Finding The Sun, A Tragicomedy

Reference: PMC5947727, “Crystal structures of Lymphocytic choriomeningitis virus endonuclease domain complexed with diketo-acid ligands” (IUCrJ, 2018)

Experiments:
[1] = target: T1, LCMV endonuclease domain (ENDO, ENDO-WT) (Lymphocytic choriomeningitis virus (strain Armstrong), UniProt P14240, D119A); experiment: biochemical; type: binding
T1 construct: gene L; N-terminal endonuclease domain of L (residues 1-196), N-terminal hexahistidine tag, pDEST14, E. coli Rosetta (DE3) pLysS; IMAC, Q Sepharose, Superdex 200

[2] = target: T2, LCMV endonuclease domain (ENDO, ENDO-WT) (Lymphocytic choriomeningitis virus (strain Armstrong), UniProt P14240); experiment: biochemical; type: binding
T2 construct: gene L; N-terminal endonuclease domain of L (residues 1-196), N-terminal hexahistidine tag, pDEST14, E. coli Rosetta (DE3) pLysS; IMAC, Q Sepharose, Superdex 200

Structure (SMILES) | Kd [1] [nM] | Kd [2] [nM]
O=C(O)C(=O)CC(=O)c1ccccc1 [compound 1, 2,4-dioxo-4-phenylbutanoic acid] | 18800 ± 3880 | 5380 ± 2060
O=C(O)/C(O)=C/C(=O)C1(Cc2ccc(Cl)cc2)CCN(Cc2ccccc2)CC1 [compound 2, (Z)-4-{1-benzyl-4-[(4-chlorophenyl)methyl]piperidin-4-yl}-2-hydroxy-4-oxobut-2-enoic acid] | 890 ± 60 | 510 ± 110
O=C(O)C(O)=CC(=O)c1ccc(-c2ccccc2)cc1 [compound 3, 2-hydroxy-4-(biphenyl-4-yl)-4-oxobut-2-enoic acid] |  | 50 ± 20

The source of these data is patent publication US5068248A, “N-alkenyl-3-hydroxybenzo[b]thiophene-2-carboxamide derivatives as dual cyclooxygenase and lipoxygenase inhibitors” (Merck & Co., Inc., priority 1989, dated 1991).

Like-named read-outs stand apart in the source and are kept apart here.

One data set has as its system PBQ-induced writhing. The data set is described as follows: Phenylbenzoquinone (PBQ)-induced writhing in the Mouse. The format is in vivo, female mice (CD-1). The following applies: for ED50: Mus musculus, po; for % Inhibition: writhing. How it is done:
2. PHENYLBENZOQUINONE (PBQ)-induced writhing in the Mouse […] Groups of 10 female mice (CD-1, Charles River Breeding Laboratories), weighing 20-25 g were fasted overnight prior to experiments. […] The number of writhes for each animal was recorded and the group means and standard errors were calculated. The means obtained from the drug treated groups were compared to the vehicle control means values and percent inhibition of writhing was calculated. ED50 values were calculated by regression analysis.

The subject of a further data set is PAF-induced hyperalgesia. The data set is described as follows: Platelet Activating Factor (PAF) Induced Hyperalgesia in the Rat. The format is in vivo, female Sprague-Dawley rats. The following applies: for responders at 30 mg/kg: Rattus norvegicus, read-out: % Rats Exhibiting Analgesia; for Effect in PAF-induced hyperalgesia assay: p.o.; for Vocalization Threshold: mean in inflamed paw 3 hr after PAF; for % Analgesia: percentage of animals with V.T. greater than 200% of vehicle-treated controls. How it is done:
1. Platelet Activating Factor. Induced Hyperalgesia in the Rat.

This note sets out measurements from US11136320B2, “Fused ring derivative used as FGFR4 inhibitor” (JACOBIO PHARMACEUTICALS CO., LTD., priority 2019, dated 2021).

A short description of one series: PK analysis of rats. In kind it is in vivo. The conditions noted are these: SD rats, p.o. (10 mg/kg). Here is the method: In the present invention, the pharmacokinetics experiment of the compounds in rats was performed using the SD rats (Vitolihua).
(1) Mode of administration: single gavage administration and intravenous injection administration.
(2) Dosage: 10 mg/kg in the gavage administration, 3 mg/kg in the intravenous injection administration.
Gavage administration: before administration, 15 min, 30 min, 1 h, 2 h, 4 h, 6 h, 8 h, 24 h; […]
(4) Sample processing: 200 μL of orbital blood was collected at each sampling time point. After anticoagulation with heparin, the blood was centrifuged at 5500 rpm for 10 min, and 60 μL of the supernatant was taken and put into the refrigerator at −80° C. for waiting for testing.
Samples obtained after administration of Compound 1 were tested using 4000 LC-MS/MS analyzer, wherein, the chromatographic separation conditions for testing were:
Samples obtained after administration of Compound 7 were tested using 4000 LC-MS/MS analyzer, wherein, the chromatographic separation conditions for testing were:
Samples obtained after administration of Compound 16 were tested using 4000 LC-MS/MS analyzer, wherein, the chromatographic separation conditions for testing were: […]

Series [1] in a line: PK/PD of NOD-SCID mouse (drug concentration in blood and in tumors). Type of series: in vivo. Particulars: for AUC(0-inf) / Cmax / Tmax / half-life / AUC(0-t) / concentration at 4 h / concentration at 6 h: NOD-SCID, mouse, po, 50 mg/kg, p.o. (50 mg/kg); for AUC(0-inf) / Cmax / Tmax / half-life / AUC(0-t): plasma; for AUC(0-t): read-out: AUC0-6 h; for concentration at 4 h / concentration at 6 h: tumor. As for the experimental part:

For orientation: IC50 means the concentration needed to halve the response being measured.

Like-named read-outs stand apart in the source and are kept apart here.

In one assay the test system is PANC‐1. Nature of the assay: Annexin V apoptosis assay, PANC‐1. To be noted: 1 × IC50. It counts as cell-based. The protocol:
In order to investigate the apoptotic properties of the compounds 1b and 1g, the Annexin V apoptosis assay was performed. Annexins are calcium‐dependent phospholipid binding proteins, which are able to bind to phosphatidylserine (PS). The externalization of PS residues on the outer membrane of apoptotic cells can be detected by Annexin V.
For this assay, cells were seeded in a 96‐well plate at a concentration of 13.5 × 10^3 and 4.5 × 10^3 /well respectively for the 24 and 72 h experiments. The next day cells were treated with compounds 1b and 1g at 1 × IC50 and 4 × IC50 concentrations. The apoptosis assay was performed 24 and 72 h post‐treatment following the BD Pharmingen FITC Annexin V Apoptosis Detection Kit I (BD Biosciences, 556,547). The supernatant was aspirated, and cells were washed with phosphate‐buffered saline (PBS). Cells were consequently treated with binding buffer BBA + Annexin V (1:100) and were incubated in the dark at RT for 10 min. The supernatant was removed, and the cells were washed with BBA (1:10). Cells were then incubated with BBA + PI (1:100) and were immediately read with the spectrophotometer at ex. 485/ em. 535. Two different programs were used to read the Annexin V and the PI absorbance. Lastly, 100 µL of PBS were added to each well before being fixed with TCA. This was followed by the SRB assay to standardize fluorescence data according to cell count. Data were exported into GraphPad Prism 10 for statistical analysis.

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Finding the Sun, a Tragicomedy Edward Albee’s one act play about four couples’ day at the beach and the ensuing clash of personalities never made it to Broadway and thus never received much critical attention. This series of flowing vignettes is undoubtedly a tragicomedy because it “causes strong feelings of sadness or regret” as much as it “is meant to make people laugh” (Merriam-Webster). Finding the Sun discusses topics such as extra-marital affairs, it has a quick and good natured structure, and an ending where each character meets a sense of closure within their given circumstances. The play balances on the line between tragedy and comedy the entire time before delivering an ending that affects each individual character. The relationships in this piece are complicated at best but none are more intriguing than that of Daniel and Benjamin. These two men, who are now married to Cordelia and Abigail respectively, used to be lovers and that is no secret to anyone within the immediate vicinity; within the first two vignettes we see the remnants of a strong connection between them. Not much later there is a conversation between Abigail and Cordelia where the problems begin and Abigail refers to Benjamin as having “adjusted to the world” and realizing “the follies of his ways, his former ways” (Albee 9). It is in this conversation that it is apparent that Benjamin and Daniel only left one another because of the world’s view towards homosexual relationship. It is also in this
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